We Can’t Believe This Heart-Healthy Pecan Pie Recipe Is Vegan!
A mother-daughter duo’s scrumptious dishes remix soul food classics.
“I was eating hamburgers, hot dogs, pizza and french fries every day. Never ate vegetables. I didn’t like healthy food, despite my mother’s efforts when I was growing up,” said Tracye McQuirter, a public health nutritionist, who coauthored Ageless Vegan: The Secret to Living a Long and Healthy Plant-Based Life with her gorgeous mom, Mary.
Tracye eventually lost her taste for meat but not her love for flavorful, satisfying foods like the scrumptious pecan pie recipe below that the mother-daughter duo have shared with us. “We had to do a lot of testing,” Tracye, 52, told AARP. “Getting the texture just right was key. This version has everything you’d expect, including a thick and gooey filling and a caramelized topping. It’s still delicious — just healthier. The biggest misconception about veganism is that it’s going to be hard all the time. But it’s just the transition process that’s challenging. Once you cross that bridge, being vegan gets easier.”
Mary, 82, agrees. “Making changes in my 40s and 50s happened step-by-step, and it’s been worth it because it has helped me maintain a good quality of life. I want to be healthy as I age, and I see my diet as helping me do that.” Soul food dishes such as homestyle grits, Southern-style cornbread, black-eyed peas salad, peach cobbler, spicy beet greens and even mac and “cheese” are part of her repertoire — with meat, egg and dairy-free versions featured in the duo’s cookbook. In it, Tracye writes, “Ultimately, being vegan makes me feel free. I know many people think being vegan means being restricted and deprived. But in reality, the opposite is true.”
Tracye’s own transition happened in her 20s. “I went to hear late civil rights movement icon Dick Gregory speak on campus. He was supposed to talk about the state of Black America, but instead he talked about the plate of Black America and how unhealthfully most folks eat. He had been vegan for 20 years at that point — eating only plant-based foods, no meat or fish or dairy — and his lecture about why he ate that way really blew my mind. He talked about the politics of it, the economics, as well as the health benefits of avoiding animal foods, which contain harmful animal protein, fat and cholesterol.”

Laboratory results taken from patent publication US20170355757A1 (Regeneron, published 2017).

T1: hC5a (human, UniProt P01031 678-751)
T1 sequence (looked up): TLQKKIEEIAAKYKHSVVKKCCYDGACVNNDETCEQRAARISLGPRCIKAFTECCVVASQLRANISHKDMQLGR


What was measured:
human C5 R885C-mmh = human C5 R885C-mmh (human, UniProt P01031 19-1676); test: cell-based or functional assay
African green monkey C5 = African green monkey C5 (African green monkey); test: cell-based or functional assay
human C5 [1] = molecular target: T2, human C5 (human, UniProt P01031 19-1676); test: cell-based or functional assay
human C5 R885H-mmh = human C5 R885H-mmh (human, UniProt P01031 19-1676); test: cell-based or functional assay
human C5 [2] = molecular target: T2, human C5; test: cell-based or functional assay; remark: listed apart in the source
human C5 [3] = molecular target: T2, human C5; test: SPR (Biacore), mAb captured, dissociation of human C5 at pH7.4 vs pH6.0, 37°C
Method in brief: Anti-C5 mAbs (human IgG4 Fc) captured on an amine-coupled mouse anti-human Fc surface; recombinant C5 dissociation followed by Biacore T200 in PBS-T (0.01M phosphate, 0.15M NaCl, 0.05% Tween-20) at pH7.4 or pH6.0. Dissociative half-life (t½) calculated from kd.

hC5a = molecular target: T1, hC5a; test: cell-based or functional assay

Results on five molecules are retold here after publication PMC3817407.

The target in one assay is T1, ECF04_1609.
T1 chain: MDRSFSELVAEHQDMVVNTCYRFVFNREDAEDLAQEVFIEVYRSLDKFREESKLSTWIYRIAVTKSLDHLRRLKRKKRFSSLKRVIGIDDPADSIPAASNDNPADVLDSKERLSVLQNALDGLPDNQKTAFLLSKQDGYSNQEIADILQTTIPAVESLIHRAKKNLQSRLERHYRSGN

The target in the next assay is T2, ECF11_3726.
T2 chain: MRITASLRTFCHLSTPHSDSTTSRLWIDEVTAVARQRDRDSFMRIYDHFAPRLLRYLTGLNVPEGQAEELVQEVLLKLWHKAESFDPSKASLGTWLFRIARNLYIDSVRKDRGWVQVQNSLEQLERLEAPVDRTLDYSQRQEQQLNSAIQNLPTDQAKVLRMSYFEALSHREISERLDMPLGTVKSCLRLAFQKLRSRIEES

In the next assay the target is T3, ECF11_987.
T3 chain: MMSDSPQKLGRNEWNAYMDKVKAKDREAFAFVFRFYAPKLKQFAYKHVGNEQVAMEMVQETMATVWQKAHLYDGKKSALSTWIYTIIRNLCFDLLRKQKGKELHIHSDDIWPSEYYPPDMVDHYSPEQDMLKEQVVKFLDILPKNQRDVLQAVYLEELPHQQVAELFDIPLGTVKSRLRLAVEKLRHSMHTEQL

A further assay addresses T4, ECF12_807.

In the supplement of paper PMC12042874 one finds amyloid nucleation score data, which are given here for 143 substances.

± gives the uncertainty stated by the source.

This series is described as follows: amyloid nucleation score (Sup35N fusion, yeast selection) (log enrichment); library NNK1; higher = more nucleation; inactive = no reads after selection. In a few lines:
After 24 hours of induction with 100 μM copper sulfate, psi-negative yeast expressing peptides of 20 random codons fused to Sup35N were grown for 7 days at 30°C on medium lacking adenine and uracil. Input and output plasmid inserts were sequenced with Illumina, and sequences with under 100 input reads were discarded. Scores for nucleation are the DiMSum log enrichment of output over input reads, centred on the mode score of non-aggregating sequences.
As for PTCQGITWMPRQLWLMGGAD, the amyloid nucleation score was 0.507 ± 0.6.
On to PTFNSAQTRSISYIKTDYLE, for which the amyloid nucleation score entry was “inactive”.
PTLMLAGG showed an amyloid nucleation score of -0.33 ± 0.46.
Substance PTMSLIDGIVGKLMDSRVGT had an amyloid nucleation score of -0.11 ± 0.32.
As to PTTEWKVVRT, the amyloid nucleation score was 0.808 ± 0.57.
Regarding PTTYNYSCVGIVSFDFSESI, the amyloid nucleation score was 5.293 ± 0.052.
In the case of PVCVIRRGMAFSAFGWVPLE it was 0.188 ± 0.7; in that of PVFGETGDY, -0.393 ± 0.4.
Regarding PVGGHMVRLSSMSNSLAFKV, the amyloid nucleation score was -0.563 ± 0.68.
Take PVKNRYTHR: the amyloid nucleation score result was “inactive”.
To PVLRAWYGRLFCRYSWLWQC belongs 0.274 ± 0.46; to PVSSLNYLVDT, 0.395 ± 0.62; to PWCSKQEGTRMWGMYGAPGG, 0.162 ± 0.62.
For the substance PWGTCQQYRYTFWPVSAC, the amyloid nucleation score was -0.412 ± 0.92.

Since becoming a nutritionist, the Vegetarian Times has named her a national food hero who is changing the way America eats for the better. The title of her first book, By Any Greens Necessary, makes it clear that she believes plant-based eating is nothing short of a revolution.
For Black folks, consuming a plant-based diet, especially one rich in high-quality foods such as whole grains, fruits, vegetables, nuts and legumes, is linked with substantially lower risk of developing type 2 diabetes and heart disease. A plant-based diet is also good for the planet. The reason? More meat, more heat: grazing cattle expel methane and carbon dioxide, both greenhouse gases linked to climate change.
Formerly a nutrition advisor for the Black Women's Health Imperative, Tracye also created the free, first-of-its-kind African American vegan starter guide, available at farmsanctuary.org.
“I absolutely love my vegan lifestyle. It’s a liberating, joyful and delicious way of living in the world,” she explains. “I get to eat good food that’s good for me — and that’s also good for other people, animals, and the planet. What could be better?”
Nutrients per serving: 554 calories, 7 g protein, 46 g carbohydrates, 4 g fiber, 40 g fat, 0 mg cholesterol, 174 mg sodium